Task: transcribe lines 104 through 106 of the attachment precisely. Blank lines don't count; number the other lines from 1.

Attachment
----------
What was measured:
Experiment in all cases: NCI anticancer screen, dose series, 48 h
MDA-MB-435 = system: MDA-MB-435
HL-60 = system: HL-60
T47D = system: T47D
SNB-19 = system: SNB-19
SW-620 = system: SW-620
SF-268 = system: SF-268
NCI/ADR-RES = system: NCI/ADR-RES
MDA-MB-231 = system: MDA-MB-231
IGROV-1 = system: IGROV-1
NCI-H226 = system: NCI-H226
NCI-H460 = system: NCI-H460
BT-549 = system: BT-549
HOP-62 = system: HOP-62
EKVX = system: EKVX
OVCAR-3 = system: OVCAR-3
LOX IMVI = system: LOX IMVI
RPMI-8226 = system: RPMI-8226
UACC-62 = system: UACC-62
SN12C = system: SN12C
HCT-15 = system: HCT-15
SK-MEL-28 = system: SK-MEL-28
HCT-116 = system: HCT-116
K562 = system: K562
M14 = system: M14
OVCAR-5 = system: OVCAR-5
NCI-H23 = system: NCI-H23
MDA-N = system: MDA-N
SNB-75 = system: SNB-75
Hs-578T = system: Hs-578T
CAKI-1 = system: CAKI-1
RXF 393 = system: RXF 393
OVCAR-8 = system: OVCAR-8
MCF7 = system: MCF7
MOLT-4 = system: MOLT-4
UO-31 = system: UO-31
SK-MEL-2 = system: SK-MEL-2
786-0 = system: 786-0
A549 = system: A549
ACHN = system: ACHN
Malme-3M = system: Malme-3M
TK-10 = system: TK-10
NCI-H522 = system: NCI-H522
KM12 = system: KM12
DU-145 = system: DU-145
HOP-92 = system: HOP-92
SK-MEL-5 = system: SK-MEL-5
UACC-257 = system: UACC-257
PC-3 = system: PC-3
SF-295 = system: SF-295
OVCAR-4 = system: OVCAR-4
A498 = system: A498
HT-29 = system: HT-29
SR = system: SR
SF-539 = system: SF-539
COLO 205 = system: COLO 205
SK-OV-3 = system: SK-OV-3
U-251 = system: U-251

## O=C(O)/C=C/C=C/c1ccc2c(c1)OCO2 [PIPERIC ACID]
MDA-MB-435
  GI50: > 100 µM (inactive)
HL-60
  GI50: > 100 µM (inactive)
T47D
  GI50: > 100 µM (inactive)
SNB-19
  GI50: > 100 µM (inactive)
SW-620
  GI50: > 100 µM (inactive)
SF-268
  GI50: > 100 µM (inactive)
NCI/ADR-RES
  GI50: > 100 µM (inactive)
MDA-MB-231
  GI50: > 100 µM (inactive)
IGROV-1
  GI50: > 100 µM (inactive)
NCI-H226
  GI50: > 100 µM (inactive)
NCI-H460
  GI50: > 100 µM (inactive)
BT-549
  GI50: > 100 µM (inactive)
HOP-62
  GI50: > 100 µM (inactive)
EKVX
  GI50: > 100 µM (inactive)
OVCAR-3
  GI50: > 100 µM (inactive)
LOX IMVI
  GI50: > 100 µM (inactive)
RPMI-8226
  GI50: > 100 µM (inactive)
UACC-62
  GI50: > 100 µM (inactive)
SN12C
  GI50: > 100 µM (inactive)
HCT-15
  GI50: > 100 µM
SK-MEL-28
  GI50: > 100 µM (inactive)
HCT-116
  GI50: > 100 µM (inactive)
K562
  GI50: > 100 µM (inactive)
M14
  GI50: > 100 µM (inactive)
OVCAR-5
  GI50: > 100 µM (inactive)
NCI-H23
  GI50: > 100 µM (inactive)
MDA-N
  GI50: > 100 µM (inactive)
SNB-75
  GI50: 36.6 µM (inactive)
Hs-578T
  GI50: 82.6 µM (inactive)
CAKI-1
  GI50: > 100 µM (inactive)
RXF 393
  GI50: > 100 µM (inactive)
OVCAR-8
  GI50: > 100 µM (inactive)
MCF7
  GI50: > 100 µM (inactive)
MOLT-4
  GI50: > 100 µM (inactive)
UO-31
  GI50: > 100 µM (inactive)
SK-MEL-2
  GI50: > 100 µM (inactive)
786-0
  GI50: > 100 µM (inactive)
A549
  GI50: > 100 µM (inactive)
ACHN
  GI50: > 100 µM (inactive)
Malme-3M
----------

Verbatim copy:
  GI50: > 100 µM (inactive)
K562
  GI50: > 100 µM (inactive)